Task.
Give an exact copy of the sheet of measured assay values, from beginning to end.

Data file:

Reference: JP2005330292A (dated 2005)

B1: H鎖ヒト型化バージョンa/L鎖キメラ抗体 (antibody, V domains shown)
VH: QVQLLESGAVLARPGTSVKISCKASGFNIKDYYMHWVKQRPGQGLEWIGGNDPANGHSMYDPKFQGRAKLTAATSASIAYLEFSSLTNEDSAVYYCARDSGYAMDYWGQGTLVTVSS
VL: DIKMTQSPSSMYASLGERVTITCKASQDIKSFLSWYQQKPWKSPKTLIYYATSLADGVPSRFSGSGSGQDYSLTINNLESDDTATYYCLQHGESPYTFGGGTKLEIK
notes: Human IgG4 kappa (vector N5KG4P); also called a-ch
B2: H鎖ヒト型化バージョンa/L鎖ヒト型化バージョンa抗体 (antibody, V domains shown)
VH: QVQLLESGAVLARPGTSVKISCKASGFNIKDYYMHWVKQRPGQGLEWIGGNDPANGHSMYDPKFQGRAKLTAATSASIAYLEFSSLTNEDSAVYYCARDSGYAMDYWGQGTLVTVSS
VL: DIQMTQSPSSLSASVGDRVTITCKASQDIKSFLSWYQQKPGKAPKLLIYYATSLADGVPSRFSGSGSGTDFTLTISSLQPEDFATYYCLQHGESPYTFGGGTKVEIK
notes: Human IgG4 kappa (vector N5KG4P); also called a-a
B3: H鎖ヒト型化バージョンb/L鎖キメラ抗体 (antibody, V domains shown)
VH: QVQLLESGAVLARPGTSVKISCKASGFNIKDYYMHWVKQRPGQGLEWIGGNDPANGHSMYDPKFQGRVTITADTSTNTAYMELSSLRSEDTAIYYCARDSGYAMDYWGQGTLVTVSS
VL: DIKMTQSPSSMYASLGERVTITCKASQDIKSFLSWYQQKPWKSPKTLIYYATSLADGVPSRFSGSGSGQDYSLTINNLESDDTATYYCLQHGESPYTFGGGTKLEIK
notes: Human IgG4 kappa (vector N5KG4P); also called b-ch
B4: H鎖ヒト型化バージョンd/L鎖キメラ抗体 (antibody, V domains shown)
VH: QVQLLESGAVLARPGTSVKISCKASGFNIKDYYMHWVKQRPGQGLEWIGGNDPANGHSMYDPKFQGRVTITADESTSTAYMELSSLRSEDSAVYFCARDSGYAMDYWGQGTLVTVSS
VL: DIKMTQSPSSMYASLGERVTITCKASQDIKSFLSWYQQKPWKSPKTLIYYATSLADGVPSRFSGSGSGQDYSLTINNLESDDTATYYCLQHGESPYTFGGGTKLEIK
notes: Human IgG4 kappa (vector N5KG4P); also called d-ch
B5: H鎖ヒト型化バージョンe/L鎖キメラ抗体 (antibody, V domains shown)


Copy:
Reference: JP2005330292A (dated 2005)

B1: H鎖ヒト型化バージョンa/L鎖キメラ抗体 (antibody, V domains shown)
VH: QVQLLESGAVLARPGTSVKISCKASGFNIKDYYMHWVKQRPGQGLEWIGGNDPANGHSMYDPKFQGRAKLTAATSASIAYLEFSSLTNEDSAVYYCARDSGYAMDYWGQGTLVTVSS
VL: DIKMTQSPSSMYASLGERVTITCKASQDIKSFLSWYQQKPWKSPKTLIYYATSLADGVPSRFSGSGSGQDYSLTINNLESDDTATYYCLQHGESPYTFGGGTKLEIK
notes: Human IgG4 kappa (vector N5KG4P); also called a-ch
B2: H鎖ヒト型化バージョンa/L鎖ヒト型化バージョンa抗体 (antibody, V domains shown)
VH: QVQLLESGAVLARPGTSVKISCKASGFNIKDYYMHWVKQRPGQGLEWIGGNDPANGHSMYDPKFQGRAKLTAATSASIAYLEFSSLTNEDSAVYYCARDSGYAMDYWGQGTLVTVSS
VL: DIQMTQSPSSLSASVGDRVTITCKASQDIKSFLSWYQQKPGKAPKLLIYYATSLADGVPSRFSGSGSGTDFTLTISSLQPEDFATYYCLQHGESPYTFGGGTKVEIK
notes: Human IgG4 kappa (vector N5KG4P); also called a-a
B3: H鎖ヒト型化バージョンb/L鎖キメラ抗体 (antibody, V domains shown)
VH: QVQLLESGAVLARPGTSVKISCKASGFNIKDYYMHWVKQRPGQGLEWIGGNDPANGHSMYDPKFQGRVTITADTSTNTAYMELSSLRSEDTAIYYCARDSGYAMDYWGQGTLVTVSS
VL: DIKMTQSPSSMYASLGERVTITCKASQDIKSFLSWYQQKPWKSPKTLIYYATSLADGVPSRFSGSGSGQDYSLTINNLESDDTATYYCLQHGESPYTFGGGTKLEIK
notes: Human IgG4 kappa (vector N5KG4P); also called b-ch
B4: H鎖ヒト型化バージョンd/L鎖キメラ抗体 (antibody, V domains shown)
VH: QVQLLESGAVLARPGTSVKISCKASGFNIKDYYMHWVKQRPGQGLEWIGGNDPANGHSMYDPKFQGRVTITADESTSTAYMELSSLRSEDSAVYFCARDSGYAMDYWGQGTLVTVSS
VL: DIKMTQSPSSMYASLGERVTITCKASQDIKSFLSWYQQKPWKSPKTLIYYATSLADGVPSRFSGSGSGQDYSLTINNLESDDTATYYCLQHGESPYTFGGGTKLEIK
notes: Human IgG4 kappa (vector N5KG4P); also called d-ch
B5: H鎖ヒト型化バージョンe/L鎖キメラ抗体 (antibody, V domains shown)